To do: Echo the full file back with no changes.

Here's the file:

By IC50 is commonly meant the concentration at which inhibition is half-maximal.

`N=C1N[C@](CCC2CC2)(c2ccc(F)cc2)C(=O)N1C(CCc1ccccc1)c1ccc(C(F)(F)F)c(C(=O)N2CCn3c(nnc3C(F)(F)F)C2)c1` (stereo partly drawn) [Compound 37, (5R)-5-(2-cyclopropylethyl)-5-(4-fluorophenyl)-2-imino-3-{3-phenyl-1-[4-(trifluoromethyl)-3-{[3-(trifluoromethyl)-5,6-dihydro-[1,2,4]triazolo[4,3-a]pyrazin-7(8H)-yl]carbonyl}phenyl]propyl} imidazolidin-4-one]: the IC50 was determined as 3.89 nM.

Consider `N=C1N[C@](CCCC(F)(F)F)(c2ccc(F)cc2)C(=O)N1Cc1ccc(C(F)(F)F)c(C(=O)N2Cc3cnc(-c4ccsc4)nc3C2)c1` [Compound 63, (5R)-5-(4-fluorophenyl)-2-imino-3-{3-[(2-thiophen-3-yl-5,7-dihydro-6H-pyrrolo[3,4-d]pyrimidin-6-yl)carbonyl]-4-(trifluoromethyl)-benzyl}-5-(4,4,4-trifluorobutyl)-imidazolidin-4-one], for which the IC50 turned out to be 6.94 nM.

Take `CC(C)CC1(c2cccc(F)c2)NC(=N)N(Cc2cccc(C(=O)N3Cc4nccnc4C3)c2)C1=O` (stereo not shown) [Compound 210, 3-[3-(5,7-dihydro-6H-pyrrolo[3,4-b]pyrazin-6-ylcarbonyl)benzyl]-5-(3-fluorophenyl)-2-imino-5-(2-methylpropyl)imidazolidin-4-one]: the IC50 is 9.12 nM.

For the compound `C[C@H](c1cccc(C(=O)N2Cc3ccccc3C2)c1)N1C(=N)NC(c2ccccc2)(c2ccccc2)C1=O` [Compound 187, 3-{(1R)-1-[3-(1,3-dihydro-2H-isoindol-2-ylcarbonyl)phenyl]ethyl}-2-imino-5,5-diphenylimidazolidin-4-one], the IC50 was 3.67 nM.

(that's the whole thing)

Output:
By IC50 is commonly meant the concentration at which inhibition is half-maximal.

`N=C1N[C@](CCC2CC2)(c2ccc(F)cc2)C(=O)N1C(CCc1ccccc1)c1ccc(C(F)(F)F)c(C(=O)N2CCn3c(nnc3C(F)(F)F)C2)c1` (stereo partly drawn) [Compound 37, (5R)-5-(2-cyclopropylethyl)-5-(4-fluorophenyl)-2-imino-3-{3-phenyl-1-[4-(trifluoromethyl)-3-{[3-(trifluoromethyl)-5,6-dihydro-[1,2,4]triazolo[4,3-a]pyrazin-7(8H)-yl]carbonyl}phenyl]propyl} imidazolidin-4-one]: the IC50 was determined as 3.89 nM.

Consider `N=C1N[C@](CCCC(F)(F)F)(c2ccc(F)cc2)C(=O)N1Cc1ccc(C(F)(F)F)c(C(=O)N2Cc3cnc(-c4ccsc4)nc3C2)c1` [Compound 63, (5R)-5-(4-fluorophenyl)-2-imino-3-{3-[(2-thiophen-3-yl-5,7-dihydro-6H-pyrrolo[3,4-d]pyrimidin-6-yl)carbonyl]-4-(trifluoromethyl)-benzyl}-5-(4,4,4-trifluorobutyl)-imidazolidin-4-one], for which the IC50 turned out to be 6.94 nM.

Take `CC(C)CC1(c2cccc(F)c2)NC(=N)N(Cc2cccc(C(=O)N3Cc4nccnc4C3)c2)C1=O` (stereo not shown) [Compound 210, 3-[3-(5,7-dihydro-6H-pyrrolo[3,4-b]pyrazin-6-ylcarbonyl)benzyl]-5-(3-fluorophenyl)-2-imino-5-(2-methylpropyl)imidazolidin-4-one]: the IC50 is 9.12 nM.

For the compound `C[C@H](c1cccc(C(=O)N2Cc3ccccc3C2)c1)N1C(=N)NC(c2ccccc2)(c2ccccc2)C1=O` [Compound 187, 3-{(1R)-1-[3-(1,3-dihydro-2H-isoindol-2-ylcarbonyl)phenyl]ethyl}-2-imino-5,5-diphenylimidazolidin-4-one], the IC50 was 3.67 nM.